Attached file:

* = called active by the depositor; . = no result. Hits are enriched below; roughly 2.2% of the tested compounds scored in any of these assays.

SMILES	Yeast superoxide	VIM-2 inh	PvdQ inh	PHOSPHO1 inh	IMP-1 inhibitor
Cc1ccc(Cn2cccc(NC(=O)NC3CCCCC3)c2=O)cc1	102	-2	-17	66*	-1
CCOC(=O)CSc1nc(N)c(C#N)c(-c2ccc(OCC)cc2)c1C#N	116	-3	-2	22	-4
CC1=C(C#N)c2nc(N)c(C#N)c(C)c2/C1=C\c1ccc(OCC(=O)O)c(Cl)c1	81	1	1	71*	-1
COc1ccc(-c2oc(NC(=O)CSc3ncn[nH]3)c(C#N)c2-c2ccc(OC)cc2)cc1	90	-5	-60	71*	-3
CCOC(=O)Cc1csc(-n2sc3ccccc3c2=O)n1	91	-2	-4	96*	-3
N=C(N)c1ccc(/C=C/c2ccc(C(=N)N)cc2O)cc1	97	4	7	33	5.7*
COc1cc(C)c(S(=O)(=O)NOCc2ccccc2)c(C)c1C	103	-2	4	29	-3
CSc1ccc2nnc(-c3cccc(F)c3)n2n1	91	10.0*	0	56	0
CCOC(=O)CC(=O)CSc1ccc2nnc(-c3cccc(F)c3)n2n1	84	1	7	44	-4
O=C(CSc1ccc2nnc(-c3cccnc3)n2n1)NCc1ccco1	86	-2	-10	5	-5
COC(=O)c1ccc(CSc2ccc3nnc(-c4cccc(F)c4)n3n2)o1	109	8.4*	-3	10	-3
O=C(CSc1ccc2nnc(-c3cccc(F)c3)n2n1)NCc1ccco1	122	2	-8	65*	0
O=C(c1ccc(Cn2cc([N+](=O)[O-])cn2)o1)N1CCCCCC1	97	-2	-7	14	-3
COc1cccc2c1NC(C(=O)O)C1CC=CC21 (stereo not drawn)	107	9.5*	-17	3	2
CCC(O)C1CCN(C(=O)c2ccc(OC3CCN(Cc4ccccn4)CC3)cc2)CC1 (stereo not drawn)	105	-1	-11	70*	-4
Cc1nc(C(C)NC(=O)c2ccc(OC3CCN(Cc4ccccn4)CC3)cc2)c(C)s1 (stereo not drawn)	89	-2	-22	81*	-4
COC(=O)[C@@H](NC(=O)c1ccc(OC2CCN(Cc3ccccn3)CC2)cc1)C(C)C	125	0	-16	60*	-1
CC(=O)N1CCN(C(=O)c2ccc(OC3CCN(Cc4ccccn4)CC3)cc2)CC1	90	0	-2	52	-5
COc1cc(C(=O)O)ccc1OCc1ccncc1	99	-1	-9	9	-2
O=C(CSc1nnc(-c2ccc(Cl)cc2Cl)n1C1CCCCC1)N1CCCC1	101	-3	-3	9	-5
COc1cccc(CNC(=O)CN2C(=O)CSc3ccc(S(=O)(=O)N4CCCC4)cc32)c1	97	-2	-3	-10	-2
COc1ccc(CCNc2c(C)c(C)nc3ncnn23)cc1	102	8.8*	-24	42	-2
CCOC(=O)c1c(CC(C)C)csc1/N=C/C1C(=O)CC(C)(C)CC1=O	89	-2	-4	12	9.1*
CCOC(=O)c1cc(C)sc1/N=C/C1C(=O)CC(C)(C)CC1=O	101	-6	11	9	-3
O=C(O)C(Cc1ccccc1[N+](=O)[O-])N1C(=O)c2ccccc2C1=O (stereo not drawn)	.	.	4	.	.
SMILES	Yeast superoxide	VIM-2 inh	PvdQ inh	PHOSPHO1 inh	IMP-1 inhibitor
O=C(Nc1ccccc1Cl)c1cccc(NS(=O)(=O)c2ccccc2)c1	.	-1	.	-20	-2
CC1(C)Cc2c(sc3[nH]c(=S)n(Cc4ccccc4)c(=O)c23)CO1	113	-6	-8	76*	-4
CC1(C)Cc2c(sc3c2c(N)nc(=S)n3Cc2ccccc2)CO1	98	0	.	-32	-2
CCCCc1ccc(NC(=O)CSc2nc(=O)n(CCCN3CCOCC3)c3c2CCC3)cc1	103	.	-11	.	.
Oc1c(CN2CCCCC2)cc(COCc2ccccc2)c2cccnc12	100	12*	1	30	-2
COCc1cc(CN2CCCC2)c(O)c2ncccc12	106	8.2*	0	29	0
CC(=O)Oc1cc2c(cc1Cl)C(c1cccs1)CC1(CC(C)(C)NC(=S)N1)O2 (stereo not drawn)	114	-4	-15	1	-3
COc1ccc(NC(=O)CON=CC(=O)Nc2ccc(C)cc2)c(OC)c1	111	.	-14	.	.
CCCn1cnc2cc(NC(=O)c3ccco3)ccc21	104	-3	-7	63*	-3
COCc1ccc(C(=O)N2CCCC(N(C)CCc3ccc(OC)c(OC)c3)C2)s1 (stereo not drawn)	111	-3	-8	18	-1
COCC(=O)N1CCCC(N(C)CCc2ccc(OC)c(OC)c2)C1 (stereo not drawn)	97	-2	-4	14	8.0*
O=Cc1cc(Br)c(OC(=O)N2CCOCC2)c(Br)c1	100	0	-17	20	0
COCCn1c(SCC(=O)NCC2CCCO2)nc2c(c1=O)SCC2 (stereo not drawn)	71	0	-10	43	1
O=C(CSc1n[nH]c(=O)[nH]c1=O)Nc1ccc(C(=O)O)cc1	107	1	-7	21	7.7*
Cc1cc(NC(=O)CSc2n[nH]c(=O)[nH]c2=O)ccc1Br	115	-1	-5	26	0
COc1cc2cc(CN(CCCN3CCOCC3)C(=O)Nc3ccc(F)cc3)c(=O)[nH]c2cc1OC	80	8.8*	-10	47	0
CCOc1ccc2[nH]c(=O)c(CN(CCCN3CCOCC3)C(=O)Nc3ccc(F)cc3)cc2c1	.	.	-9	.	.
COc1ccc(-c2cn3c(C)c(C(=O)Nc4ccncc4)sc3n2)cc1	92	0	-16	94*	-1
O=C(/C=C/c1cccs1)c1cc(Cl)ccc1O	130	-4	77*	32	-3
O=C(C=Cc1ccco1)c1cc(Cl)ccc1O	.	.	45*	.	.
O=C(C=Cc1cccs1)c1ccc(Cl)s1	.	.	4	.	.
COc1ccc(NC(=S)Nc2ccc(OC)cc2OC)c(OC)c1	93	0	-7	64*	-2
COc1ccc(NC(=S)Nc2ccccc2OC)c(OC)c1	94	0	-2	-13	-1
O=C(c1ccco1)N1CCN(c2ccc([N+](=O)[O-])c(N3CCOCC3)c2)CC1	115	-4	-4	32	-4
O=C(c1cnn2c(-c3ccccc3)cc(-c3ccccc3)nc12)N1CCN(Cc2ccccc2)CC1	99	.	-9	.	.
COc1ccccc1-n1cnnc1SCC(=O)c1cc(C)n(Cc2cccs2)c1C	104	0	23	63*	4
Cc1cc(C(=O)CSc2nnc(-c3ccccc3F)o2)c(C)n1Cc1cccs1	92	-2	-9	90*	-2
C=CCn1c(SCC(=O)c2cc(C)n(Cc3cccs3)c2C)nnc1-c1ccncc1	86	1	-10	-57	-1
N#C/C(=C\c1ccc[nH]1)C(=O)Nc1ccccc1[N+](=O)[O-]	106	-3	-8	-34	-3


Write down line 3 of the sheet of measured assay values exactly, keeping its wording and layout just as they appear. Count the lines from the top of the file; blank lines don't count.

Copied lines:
Cc1ccc(Cn2cccc(NC(=O)NC3CCCCC3)c2=O)cc1	102	-2	-17	66*	-1